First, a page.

CHENNAI: The mental agony, suffering and the complications from amputation of a limb, more so of young children, must be taken into account while fixing the compensation under the Motor Vehicles Act, the Madurai Bench of Madras High Court observed.
It would be delightful to see a young one grow but quite the opposite to see a young amputee grow. The resected part would also grow, the prosthesis would also need to be changed and fixing a new one would require surgery to fit it, Justice S Vimala said.
The judge was dismissing an appeal from an insurance company challenging the orders of the Motor Accidents Tribunal, Thoothukudi on January 20, 2011 awarding Rs 5.58 lakh compensation to the accident victim.
Jasmine was just 13 years old when she met with a road accident on March 1, 2010 in Thoothukudi district. The Shriram General Insurance Company in Jaipur, Rajasthan, moved the High Court challenging the Rs 5.58 lakh relief as high and disproportionate to the nature of the injury, but the judge in response nearly tripled the sum.
According to the doctor who treated Jasmine, the girl’s disability was 80 per cent and an artificial limb had to be used by her. Because of natural growth, the artificial limb would have to be changed. Despite the evidence of the doctor, no amount had been awarded by the Motor Vehicles Tribunal towards cost of prosthesis, the judge noted.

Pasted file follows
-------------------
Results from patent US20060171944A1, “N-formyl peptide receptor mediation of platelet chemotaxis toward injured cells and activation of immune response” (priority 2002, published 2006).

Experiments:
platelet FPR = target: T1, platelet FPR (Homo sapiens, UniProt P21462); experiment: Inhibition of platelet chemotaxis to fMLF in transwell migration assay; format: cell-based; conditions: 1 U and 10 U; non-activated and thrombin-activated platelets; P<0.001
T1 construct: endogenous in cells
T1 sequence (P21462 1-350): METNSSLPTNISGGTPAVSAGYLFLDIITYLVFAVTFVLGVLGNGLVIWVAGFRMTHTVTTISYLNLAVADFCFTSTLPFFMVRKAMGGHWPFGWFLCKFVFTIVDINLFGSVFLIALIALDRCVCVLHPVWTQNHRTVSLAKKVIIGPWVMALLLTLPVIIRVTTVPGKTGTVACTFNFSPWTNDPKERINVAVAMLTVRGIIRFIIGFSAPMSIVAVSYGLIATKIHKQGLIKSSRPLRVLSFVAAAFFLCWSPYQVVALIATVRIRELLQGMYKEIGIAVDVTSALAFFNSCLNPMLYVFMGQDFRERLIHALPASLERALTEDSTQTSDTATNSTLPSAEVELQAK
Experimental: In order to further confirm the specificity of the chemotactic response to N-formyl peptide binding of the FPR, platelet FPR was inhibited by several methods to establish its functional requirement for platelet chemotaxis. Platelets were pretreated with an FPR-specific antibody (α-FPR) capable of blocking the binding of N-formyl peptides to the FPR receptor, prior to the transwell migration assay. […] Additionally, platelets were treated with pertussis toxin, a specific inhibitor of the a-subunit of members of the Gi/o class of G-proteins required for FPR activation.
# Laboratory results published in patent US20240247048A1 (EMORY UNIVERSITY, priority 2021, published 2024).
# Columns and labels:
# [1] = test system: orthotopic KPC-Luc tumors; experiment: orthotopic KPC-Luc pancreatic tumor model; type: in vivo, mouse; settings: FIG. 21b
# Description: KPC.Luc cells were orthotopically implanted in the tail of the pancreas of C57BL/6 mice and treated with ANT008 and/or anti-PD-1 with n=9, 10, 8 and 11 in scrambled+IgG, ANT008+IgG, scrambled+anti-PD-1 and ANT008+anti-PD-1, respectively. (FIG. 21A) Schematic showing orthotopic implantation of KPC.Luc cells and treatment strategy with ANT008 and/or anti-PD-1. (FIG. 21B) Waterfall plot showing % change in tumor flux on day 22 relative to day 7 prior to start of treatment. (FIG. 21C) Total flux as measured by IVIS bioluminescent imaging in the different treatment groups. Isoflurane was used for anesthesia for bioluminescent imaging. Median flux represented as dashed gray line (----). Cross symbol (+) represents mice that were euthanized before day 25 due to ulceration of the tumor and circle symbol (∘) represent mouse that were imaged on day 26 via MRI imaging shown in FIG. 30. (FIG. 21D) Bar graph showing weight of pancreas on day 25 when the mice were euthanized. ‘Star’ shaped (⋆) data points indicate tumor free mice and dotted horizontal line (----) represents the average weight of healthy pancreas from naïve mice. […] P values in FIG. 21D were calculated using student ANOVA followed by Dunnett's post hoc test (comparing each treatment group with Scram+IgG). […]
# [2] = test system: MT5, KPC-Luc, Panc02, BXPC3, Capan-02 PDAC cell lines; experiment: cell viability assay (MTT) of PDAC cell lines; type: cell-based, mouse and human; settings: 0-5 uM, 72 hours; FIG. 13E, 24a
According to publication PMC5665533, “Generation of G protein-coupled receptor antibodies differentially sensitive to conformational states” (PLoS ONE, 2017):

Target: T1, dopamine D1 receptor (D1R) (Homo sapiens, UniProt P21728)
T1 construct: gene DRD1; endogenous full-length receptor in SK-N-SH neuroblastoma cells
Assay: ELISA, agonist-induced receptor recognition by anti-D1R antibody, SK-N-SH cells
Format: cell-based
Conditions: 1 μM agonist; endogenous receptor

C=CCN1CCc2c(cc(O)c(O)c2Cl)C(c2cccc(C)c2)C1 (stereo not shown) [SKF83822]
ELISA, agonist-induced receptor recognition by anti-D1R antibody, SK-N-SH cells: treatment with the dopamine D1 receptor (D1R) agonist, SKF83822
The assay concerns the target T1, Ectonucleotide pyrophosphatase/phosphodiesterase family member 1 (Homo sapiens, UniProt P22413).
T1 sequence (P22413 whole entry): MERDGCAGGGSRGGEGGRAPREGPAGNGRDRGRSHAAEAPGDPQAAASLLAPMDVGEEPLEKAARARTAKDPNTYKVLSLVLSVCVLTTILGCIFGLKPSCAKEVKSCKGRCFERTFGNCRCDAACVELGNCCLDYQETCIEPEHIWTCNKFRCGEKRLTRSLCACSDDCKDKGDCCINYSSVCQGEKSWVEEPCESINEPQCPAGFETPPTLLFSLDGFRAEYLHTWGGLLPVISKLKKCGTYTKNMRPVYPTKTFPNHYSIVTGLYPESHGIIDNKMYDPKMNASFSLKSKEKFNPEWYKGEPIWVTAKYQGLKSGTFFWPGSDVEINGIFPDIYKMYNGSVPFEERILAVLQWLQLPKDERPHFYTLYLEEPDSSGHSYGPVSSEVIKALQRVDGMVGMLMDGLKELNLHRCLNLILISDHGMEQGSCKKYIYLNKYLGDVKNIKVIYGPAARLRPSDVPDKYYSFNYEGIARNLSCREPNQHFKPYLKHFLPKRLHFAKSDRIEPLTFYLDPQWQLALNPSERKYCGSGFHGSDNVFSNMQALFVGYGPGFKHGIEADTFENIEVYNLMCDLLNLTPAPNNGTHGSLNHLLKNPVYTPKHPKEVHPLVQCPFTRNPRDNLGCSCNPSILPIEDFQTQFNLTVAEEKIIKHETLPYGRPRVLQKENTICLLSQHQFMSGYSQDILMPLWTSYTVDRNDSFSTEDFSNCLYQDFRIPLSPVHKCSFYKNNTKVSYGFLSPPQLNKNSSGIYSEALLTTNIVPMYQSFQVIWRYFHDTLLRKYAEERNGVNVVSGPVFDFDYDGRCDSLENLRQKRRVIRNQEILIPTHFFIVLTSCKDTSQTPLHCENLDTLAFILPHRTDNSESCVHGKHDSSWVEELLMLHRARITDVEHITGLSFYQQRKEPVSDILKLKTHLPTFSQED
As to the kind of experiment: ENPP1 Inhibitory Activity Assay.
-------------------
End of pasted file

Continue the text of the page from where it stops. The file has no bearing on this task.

The sufferings due to amputation had to be taken into account to consider the quantum of compensation. The question was whether at any point of time, the injured would be in a position to enjoy her life or would she suffer mental problems because of pains specific to amputation, the judge said.
Considering the age of the injured, the nature of surgery done, the length of treatment, the pain of amputation suffered, its impact on the young girl’s future, and the impact of disability on functionality, the compensation awarded had to be enhanced, the judge added and fixed it at Rs 14.50 lakh.
The judge also permitted Jasmine to withdraw Rs 2 lakh immediately to buy the artificial limb. The remaining Rs 12.50 lakh had to be deposited at the Indian Bank branch, High Court, Madurai, and the interest accrued could be used by her.